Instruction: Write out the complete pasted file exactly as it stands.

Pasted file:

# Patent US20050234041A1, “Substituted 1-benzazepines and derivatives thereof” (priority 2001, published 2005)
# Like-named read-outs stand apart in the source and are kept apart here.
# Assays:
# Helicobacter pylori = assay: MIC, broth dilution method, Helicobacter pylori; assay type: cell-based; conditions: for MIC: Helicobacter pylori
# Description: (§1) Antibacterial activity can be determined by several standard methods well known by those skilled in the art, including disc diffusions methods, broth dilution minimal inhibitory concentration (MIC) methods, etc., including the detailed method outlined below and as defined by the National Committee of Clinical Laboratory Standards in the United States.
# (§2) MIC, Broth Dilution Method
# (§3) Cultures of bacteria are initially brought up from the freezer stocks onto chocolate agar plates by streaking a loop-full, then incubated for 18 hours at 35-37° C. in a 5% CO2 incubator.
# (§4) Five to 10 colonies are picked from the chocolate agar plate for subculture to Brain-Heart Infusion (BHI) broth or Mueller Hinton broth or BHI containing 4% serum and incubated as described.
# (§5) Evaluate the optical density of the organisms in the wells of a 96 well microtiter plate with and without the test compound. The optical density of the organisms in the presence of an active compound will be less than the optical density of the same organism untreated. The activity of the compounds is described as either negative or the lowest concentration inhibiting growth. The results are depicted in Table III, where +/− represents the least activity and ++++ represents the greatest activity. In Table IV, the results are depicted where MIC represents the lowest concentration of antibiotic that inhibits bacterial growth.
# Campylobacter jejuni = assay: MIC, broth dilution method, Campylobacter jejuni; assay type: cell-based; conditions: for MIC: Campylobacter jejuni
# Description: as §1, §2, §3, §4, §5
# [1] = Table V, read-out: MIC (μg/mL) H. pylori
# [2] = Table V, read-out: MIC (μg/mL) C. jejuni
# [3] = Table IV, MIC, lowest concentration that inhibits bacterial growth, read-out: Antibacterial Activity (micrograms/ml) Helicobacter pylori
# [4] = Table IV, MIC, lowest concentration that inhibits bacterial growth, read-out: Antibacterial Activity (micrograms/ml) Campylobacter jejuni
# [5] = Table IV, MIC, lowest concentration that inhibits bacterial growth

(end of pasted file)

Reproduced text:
# Patent US20050234041A1, “Substituted 1-benzazepines and derivatives thereof” (priority 2001, published 2005)
# Like-named read-outs stand apart in the source and are kept apart here.
# Assays:
# Helicobacter pylori = assay: MIC, broth dilution method, Helicobacter pylori; assay type: cell-based; conditions: for MIC: Helicobacter pylori
# Description: (§1) Antibacterial activity can be determined by several standard methods well known by those skilled in the art, including disc diffusions methods, broth dilution minimal inhibitory concentration (MIC) methods, etc., including the detailed method outlined below and as defined by the National Committee of Clinical Laboratory Standards in the United States.
# (§2) MIC, Broth Dilution Method
# (§3) Cultures of bacteria are initially brought up from the freezer stocks onto chocolate agar plates by streaking a loop-full, then incubated for 18 hours at 35-37° C. in a 5% CO2 incubator.
# (§4) Five to 10 colonies are picked from the chocolate agar plate for subculture to Brain-Heart Infusion (BHI) broth or Mueller Hinton broth or BHI containing 4% serum and incubated as described.
# (§5) Evaluate the optical density of the organisms in the wells of a 96 well microtiter plate with and without the test compound. The optical density of the organisms in the presence of an active compound will be less than the optical density of the same organism untreated. The activity of the compounds is described as either negative or the lowest concentration inhibiting growth. The results are depicted in Table III, where +/− represents the least activity and ++++ represents the greatest activity. In Table IV, the results are depicted where MIC represents the lowest concentration of antibiotic that inhibits bacterial growth.
# Campylobacter jejuni = assay: MIC, broth dilution method, Campylobacter jejuni; assay type: cell-based; conditions: for MIC: Campylobacter jejuni
# Description: as §1, §2, §3, §4, §5
# [1] = Table V, read-out: MIC (μg/mL) H. pylori
# [2] = Table V, read-out: MIC (μg/mL) C. jejuni
# [3] = Table IV, MIC, lowest concentration that inhibits bacterial growth, read-out: Antibacterial Activity (micrograms/ml) Helicobacter pylori
# [4] = Table IV, MIC, lowest concentration that inhibits bacterial growth, read-out: Antibacterial Activity (micrograms/ml) Campylobacter jejuni
# [5] = Table IV, MIC, lowest concentration that inhibits bacterial growth